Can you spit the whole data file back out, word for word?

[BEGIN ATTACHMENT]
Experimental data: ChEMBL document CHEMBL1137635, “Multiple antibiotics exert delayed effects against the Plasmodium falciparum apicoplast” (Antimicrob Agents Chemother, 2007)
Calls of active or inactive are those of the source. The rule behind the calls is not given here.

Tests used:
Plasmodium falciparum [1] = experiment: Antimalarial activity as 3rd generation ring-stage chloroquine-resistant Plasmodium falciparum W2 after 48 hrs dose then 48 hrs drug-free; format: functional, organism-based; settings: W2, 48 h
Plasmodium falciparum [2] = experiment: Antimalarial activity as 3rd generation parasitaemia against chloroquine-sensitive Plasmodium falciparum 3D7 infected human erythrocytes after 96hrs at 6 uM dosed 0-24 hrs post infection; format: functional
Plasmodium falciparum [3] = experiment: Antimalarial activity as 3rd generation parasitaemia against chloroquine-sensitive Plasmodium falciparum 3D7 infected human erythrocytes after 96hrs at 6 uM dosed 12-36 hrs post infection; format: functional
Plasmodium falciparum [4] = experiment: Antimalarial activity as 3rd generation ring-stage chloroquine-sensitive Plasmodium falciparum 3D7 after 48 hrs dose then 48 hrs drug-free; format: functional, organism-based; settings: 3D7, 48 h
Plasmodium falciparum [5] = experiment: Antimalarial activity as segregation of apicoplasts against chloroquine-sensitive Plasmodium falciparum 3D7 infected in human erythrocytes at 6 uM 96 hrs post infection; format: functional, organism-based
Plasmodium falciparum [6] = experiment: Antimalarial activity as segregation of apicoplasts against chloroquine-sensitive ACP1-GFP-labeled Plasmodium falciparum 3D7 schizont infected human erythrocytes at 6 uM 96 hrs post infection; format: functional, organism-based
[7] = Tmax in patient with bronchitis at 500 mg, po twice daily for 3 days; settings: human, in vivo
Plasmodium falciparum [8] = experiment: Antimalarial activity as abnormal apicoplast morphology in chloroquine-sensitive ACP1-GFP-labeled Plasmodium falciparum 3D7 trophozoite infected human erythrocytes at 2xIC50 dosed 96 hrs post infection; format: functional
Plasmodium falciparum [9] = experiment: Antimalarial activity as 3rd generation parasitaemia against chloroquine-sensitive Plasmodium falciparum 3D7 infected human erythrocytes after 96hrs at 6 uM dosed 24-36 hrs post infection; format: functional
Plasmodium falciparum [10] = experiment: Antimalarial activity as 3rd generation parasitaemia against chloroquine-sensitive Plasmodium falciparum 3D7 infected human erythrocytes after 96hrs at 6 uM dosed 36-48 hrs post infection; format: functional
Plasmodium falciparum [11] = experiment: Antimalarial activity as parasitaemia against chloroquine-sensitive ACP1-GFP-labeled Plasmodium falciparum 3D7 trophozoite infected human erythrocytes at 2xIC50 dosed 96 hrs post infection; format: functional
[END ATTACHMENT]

Experimental data: ChEMBL document CHEMBL1137635, “Multiple antibiotics exert delayed effects against the Plasmodium falciparum apicoplast” (Antimicrob Agents Chemother, 2007)
Calls of active or inactive are those of the source. The rule behind the calls is not given here.

Tests used:
Plasmodium falciparum [1] = experiment: Antimalarial activity as 3rd generation ring-stage chloroquine-resistant Plasmodium falciparum W2 after 48 hrs dose then 48 hrs drug-free; format: functional, organism-based; settings: W2, 48 h
Plasmodium falciparum [2] = experiment: Antimalarial activity as 3rd generation parasitaemia against chloroquine-sensitive Plasmodium falciparum 3D7 infected human erythrocytes after 96hrs at 6 uM dosed 0-24 hrs post infection; format: functional
Plasmodium falciparum [3] = experiment: Antimalarial activity as 3rd generation parasitaemia against chloroquine-sensitive Plasmodium falciparum 3D7 infected human erythrocytes after 96hrs at 6 uM dosed 12-36 hrs post infection; format: functional
Plasmodium falciparum [4] = experiment: Antimalarial activity as 3rd generation ring-stage chloroquine-sensitive Plasmodium falciparum 3D7 after 48 hrs dose then 48 hrs drug-free; format: functional, organism-based; settings: 3D7, 48 h
Plasmodium falciparum [5] = experiment: Antimalarial activity as segregation of apicoplasts against chloroquine-sensitive Plasmodium falciparum 3D7 infected in human erythrocytes at 6 uM 96 hrs post infection; format: functional, organism-based
Plasmodium falciparum [6] = experiment: Antimalarial activity as segregation of apicoplasts against chloroquine-sensitive ACP1-GFP-labeled Plasmodium falciparum 3D7 schizont infected human erythrocytes at 6 uM 96 hrs post infection; format: functional, organism-based
[7] = Tmax in patient with bronchitis at 500 mg, po twice daily for 3 days; settings: human, in vivo
Plasmodium falciparum [8] = experiment: Antimalarial activity as abnormal apicoplast morphology in chloroquine-sensitive ACP1-GFP-labeled Plasmodium falciparum 3D7 trophozoite infected human erythrocytes at 2xIC50 dosed 96 hrs post infection; format: functional
Plasmodium falciparum [9] = experiment: Antimalarial activity as 3rd generation parasitaemia against chloroquine-sensitive Plasmodium falciparum 3D7 infected human erythrocytes after 96hrs at 6 uM dosed 24-36 hrs post infection; format: functional
Plasmodium falciparum [10] = experiment: Antimalarial activity as 3rd generation parasitaemia against chloroquine-sensitive Plasmodium falciparum 3D7 infected human erythrocytes after 96hrs at 6 uM dosed 36-48 hrs post infection; format: functional
Plasmodium falciparum [11] = experiment: Antimalarial activity as parasitaemia against chloroquine-sensitive ACP1-GFP-labeled Plasmodium falciparum 3D7 trophozoite infected human erythrocytes at 2xIC50 dosed 96 hrs post infection; format: functional